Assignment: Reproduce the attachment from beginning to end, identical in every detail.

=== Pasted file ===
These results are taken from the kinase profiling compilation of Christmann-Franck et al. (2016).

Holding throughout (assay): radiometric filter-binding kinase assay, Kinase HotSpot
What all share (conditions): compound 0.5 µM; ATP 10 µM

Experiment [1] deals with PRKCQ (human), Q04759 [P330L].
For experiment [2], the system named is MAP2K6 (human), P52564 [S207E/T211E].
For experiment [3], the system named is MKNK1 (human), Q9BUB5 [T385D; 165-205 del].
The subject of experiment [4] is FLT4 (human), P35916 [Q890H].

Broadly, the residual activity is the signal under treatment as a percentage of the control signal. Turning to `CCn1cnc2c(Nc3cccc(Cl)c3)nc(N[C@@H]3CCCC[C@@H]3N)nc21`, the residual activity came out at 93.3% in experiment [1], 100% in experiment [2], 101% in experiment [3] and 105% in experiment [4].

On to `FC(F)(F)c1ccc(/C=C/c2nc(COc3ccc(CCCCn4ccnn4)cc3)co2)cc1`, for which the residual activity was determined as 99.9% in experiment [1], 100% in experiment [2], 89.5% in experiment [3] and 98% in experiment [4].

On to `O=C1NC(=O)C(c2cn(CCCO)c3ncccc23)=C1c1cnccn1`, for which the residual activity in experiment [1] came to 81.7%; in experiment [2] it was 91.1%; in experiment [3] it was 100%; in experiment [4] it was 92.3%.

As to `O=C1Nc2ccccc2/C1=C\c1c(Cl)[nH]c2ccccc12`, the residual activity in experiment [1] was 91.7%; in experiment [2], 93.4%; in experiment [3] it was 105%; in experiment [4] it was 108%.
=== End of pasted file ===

These results are taken from the kinase profiling compilation of Christmann-Franck et al. (2016).

Holding throughout (assay): radiometric filter-binding kinase assay, Kinase HotSpot
What all share (conditions): compound 0.5 µM; ATP 10 µM

Experiment [1] deals with PRKCQ (human), Q04759 [P330L].
For experiment [2], the system named is MAP2K6 (human), P52564 [S207E/T211E].
For experiment [3], the system named is MKNK1 (human), Q9BUB5 [T385D; 165-205 del].
The subject of experiment [4] is FLT4 (human), P35916 [Q890H].

Broadly, the residual activity is the signal under treatment as a percentage of the control signal. Turning to `CCn1cnc2c(Nc3cccc(Cl)c3)nc(N[C@@H]3CCCC[C@@H]3N)nc21`, the residual activity came out at 93.3% in experiment [1], 100% in experiment [2], 101% in experiment [3] and 105% in experiment [4].

On to `FC(F)(F)c1ccc(/C=C/c2nc(COc3ccc(CCCCn4ccnn4)cc3)co2)cc1`, for which the residual activity was determined as 99.9% in experiment [1], 100% in experiment [2], 89.5% in experiment [3] and 98% in experiment [4].

On to `O=C1NC(=O)C(c2cn(CCCO)c3ncccc23)=C1c1cnccn1`, for which the residual activity in experiment [1] came to 81.7%; in experiment [2] it was 91.1%; in experiment [3] it was 100%; in experiment [4] it was 92.3%.

As to `O=C1Nc2ccccc2/C1=C\c1c(Cl)[nH]c2ccccc12`, the residual activity in experiment [1] was 91.7%; in experiment [2], 93.4%; in experiment [3] it was 105%; in experiment [4] it was 108%.